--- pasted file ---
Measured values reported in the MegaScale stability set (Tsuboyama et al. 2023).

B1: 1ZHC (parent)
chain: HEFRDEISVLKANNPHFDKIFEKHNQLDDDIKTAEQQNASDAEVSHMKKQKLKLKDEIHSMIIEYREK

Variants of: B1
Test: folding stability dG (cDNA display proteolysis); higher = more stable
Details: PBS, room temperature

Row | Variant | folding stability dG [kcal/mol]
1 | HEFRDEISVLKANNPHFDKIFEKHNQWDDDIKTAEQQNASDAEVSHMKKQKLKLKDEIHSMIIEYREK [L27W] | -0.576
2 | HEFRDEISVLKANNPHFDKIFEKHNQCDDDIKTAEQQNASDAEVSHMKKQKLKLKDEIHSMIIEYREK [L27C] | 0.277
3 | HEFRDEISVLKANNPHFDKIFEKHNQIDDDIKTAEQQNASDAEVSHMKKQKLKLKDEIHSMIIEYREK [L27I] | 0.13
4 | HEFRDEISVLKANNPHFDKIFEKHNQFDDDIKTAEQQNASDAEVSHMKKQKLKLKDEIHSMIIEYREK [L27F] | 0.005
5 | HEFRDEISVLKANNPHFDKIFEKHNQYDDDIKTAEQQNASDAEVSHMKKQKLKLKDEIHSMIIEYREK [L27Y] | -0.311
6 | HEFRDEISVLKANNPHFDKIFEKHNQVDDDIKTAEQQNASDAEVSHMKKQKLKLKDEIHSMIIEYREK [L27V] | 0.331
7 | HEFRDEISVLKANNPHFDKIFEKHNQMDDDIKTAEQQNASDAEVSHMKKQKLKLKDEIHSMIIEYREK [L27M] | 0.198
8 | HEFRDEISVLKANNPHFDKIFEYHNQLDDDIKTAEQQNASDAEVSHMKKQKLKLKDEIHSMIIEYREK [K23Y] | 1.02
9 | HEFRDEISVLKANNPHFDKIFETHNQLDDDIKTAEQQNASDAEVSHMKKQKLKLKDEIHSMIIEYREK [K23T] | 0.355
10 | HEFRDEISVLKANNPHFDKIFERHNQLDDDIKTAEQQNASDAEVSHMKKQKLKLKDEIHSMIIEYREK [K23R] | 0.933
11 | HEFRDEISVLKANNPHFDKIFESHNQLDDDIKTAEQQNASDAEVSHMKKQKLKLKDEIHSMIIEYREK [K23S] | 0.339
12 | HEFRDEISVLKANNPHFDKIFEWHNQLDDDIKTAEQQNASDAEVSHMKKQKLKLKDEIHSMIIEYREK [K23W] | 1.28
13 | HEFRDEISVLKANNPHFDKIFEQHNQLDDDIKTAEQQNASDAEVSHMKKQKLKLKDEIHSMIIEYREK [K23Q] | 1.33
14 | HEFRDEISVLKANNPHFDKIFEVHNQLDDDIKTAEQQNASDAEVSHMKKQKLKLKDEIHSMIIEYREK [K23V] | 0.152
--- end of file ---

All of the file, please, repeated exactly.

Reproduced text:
Measured values reported in the MegaScale stability set (Tsuboyama et al. 2023).

B1: 1ZHC (parent)
chain: HEFRDEISVLKANNPHFDKIFEKHNQLDDDIKTAEQQNASDAEVSHMKKQKLKLKDEIHSMIIEYREK

Variants of: B1
Test: folding stability dG (cDNA display proteolysis); higher = more stable
Details: PBS, room temperature

Row | Variant | folding stability dG [kcal/mol]
1 | HEFRDEISVLKANNPHFDKIFEKHNQWDDDIKTAEQQNASDAEVSHMKKQKLKLKDEIHSMIIEYREK [L27W] | -0.576
2 | HEFRDEISVLKANNPHFDKIFEKHNQCDDDIKTAEQQNASDAEVSHMKKQKLKLKDEIHSMIIEYREK [L27C] | 0.277
3 | HEFRDEISVLKANNPHFDKIFEKHNQIDDDIKTAEQQNASDAEVSHMKKQKLKLKDEIHSMIIEYREK [L27I] | 0.13
4 | HEFRDEISVLKANNPHFDKIFEKHNQFDDDIKTAEQQNASDAEVSHMKKQKLKLKDEIHSMIIEYREK [L27F] | 0.005
5 | HEFRDEISVLKANNPHFDKIFEKHNQYDDDIKTAEQQNASDAEVSHMKKQKLKLKDEIHSMIIEYREK [L27Y] | -0.311
6 | HEFRDEISVLKANNPHFDKIFEKHNQVDDDIKTAEQQNASDAEVSHMKKQKLKLKDEIHSMIIEYREK [L27V] | 0.331
7 | HEFRDEISVLKANNPHFDKIFEKHNQMDDDIKTAEQQNASDAEVSHMKKQKLKLKDEIHSMIIEYREK [L27M] | 0.198
8 | HEFRDEISVLKANNPHFDKIFEYHNQLDDDIKTAEQQNASDAEVSHMKKQKLKLKDEIHSMIIEYREK [K23Y] | 1.02
9 | HEFRDEISVLKANNPHFDKIFETHNQLDDDIKTAEQQNASDAEVSHMKKQKLKLKDEIHSMIIEYREK [K23T] | 0.355
10 | HEFRDEISVLKANNPHFDKIFERHNQLDDDIKTAEQQNASDAEVSHMKKQKLKLKDEIHSMIIEYREK [K23R] | 0.933
11 | HEFRDEISVLKANNPHFDKIFESHNQLDDDIKTAEQQNASDAEVSHMKKQKLKLKDEIHSMIIEYREK [K23S] | 0.339
12 | HEFRDEISVLKANNPHFDKIFEWHNQLDDDIKTAEQQNASDAEVSHMKKQKLKLKDEIHSMIIEYREK [K23W] | 1.28
13 | HEFRDEISVLKANNPHFDKIFEQHNQLDDDIKTAEQQNASDAEVSHMKKQKLKLKDEIHSMIIEYREK [K23Q] | 1.33
14 | HEFRDEISVLKANNPHFDKIFEVHNQLDDDIKTAEQQNASDAEVSHMKKQKLKLKDEIHSMIIEYREK [K23V] | 0.152